“The situation seems quite good in Nigeria and this is also a sign that the health authorities in Nigeria have taken all the right measures to detect, follow, and trace all the contacts of this man.  And, also to do a very comprehensive surveillance to detect any other Ebola cases," said Chaib.

Chaib says Nigeria will have to pass through two incubation periods of 21 days each and if no cases of the disease are confirmed for 42 days the country will be declared free of this dreaded disease.

“We are not yet there.  We have some 10 days in Nigeria in order to make this statement," said Chaib.

It also described the situation in Guinea, where the virus made its first appearance in West Africa in December, as currently “less alarming” than in Liberia and Sierra Leone.

The WHO noted that governments have set up quarantine zones in parts of Guinea, Liberia and Sierra Leone. The agency said it is working with the U.N. World Food Program to distribute food to about 1 million people living in those areas.

Fears of the disease and quarantine measures such as military and police roadblocks have stopped farmers from reaching their fields, and as a result food output has dropped, raising fears that a famine could set in on top of the deadly illness.

“We think that even beyond the control of the outbreak there will be severe food shortage,” said Gon Myers, WFP country director for Sierra Leone. The extra food deliveries would be trying to reach 400,000 people in Sierra Leone alone.

The U.N. health organization is also urging authorities in the affected countries to screen all passengers leaving airports, seaports and major border crossings for signs of the virus.

Ebola is transmitted through direct contact with the blood or other bodily fluids of an infected person. 

The disease causes fever, vomiting, diarrhea and uncontrollable bleeding through bodily openings, including the eyes, ears and nose. 

Previous outbreaks have had a death rate of up to 90 percent, although the death rate in the current epidemic is closer to 50 percent.

Lisa Schlein contributed to this report from Geneva. Some information provided by Reuters.

You May Like

Tired of Waiting, South Africans Demand Change ‘Now’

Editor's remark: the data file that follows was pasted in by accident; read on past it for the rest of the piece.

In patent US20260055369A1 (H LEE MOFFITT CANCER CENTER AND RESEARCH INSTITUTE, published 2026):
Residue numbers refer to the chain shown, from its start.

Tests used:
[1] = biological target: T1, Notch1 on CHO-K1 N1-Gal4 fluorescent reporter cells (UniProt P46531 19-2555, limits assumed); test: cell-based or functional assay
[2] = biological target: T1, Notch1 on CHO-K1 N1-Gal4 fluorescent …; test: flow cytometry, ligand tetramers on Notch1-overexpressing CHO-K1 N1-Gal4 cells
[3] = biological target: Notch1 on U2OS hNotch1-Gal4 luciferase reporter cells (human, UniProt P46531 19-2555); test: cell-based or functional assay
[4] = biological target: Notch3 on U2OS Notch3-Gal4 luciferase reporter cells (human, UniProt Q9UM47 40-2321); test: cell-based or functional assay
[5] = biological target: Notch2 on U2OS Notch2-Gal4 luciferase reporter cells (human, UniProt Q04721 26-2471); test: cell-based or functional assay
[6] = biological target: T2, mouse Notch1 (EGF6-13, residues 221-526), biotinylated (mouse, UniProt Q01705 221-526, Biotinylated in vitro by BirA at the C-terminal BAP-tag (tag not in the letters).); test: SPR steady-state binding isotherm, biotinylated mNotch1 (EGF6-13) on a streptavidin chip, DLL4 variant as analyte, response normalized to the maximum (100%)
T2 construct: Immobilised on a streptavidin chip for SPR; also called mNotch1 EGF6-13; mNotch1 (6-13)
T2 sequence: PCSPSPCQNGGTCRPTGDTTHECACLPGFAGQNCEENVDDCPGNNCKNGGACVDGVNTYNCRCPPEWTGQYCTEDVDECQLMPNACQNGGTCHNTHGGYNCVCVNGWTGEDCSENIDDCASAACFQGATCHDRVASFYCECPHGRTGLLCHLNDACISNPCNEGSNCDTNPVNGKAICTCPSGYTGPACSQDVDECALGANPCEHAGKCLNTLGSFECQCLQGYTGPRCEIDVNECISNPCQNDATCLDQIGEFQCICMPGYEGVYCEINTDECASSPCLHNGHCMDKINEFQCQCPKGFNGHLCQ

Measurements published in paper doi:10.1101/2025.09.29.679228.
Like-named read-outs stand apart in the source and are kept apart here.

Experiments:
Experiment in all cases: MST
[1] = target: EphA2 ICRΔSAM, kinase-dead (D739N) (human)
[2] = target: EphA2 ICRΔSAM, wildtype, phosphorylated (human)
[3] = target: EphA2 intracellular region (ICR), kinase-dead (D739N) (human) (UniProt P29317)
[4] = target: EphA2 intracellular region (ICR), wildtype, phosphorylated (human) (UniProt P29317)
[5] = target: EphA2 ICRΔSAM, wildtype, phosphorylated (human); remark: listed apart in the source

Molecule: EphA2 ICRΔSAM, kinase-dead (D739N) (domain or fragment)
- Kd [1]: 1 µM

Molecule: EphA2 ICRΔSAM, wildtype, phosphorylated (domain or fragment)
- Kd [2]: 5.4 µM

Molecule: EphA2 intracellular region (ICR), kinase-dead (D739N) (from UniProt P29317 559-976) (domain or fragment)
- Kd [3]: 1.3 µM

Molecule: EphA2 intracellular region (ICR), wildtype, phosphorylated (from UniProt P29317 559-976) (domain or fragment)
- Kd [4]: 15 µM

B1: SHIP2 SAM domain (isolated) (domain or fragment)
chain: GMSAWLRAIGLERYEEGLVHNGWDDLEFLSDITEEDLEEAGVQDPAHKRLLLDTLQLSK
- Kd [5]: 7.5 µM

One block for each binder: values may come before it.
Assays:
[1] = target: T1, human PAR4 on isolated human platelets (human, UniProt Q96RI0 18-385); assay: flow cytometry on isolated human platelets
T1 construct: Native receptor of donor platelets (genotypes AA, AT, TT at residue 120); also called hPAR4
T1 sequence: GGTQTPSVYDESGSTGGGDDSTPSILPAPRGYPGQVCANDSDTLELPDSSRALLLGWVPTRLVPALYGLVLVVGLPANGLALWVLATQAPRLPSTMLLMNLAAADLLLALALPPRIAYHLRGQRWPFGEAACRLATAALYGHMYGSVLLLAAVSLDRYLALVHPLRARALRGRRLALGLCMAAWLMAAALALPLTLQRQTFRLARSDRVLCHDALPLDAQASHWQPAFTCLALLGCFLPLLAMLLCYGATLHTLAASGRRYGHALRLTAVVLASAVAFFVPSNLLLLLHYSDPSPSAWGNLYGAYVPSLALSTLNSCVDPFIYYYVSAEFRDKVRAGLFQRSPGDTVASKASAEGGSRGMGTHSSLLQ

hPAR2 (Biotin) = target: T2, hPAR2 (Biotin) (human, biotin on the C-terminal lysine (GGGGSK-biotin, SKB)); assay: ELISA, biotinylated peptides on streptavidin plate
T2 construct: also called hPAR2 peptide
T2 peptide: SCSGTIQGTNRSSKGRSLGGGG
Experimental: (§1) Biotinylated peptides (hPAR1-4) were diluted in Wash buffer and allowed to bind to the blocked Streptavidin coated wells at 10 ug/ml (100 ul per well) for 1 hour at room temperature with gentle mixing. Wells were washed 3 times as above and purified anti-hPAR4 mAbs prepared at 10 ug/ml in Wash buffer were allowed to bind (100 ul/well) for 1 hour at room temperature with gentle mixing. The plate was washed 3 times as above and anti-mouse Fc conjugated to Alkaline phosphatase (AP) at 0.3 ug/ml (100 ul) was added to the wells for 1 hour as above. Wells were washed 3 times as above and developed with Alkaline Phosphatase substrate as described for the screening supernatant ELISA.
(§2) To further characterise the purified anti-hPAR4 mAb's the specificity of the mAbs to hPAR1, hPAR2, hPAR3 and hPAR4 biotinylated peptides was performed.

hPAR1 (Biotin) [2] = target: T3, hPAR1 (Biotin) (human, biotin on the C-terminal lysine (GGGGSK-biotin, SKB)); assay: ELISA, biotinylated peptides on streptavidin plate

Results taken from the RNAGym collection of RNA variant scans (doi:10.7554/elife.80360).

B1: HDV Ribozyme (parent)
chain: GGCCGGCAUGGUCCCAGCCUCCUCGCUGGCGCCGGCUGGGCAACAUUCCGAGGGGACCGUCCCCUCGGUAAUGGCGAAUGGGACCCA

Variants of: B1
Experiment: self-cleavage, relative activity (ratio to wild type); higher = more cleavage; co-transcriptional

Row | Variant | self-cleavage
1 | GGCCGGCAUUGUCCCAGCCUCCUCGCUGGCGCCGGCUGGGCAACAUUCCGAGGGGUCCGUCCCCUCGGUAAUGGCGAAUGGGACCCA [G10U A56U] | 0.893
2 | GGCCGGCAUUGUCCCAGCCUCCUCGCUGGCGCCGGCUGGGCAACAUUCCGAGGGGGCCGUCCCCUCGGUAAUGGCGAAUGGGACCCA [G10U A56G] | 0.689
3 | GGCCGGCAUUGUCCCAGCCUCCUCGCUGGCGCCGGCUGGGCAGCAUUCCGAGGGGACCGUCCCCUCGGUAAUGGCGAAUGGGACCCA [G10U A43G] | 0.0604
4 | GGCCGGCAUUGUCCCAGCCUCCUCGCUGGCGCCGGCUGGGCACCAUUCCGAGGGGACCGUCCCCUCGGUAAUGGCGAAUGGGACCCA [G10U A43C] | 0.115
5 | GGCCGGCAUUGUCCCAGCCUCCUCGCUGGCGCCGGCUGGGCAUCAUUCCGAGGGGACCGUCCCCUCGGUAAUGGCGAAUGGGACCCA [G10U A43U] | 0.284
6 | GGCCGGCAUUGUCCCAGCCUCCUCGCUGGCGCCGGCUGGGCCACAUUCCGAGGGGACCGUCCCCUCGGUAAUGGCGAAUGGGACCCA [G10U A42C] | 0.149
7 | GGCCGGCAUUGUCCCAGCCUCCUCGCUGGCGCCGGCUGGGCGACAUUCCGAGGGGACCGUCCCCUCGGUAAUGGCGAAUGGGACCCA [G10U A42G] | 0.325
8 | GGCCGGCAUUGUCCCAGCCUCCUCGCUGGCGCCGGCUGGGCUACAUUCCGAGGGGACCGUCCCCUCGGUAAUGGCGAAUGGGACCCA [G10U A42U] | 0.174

With chronic poverty and lack of basic services largely fueling recent xenophobic attacks, many in Rainbow Nation say it’s time for government to act More

Challenges Ahead for China's Development Plans in Pakistan

Planned $46 billion in energy and infrastructure investments in Pakistan are aimed at transforming the country into a regional hub for trade and investment More

Audio 'Forbidden City' Revisits Little Known Era of Asian-American Entertainment

Little-known chapter of entertainment history captured in 80s documentary is revisited in new digitally remastered format and book More

This forum has been closed.
Comment Sorting
Comments
     
by: Major Variola from: DC
August 19, 2014 1:49 PM
The West will begin mining the harbors and cratering the airports so nothing can leave. They will landmine the jungle. Anything that leaves is sunk or shot. Snipers sans Frontieres. Quarantine with extreme prejudice.

Civilization is a choice. Make it. Soon. Or don't, and the population goes back to the under-billion level before the West started feeding everyone...Ebola... gets rid of overpopulation like strong juju magic!

Featured Videos

Your JavaScript is turned off or you have an old version of Adobe's Flash Player. Get the latest Flash player.
Study: Insecticide Damaging Wild Bee Populationsi
X
April 24, 2015 10:13 PM
A popular but controversial type of insecticide is damaging important wild bee populations, according to a new study. VOA’s Steve Baragona has more.
Video

Video Study: Insecticide Damaging Wild Bee Populations

A popular but controversial type of insecticide is damaging important wild bee populations, according to a new study. VOA’s Steve Baragona has more.
Video

Video Data Servers Could Heat Private Homes

As every computer owner knows, when their machines run a complex program they get pretty hot. In fact, cooling the processors can be expensive, especially when you're dealing with huge banks of computer servers. But what if that energy could heat private homes? VOA’s George Putic reports that a Dutch energy firm aims to do just that.
Video

Video Cinema That Crosses Borders Showcased at Tribeca Film Festival

Among the nearly 100 feature length films being shown at this year’s Tribeca Film Festival in New York City are more than 20 documentaries and features with international appeal, from a film about a Congolese businessman in China, to documentaries shot in Pakistan and diaspora communities in the U.S., to a poetic look at disaffected South African youth. VOA’s Carolyn Weaver has more.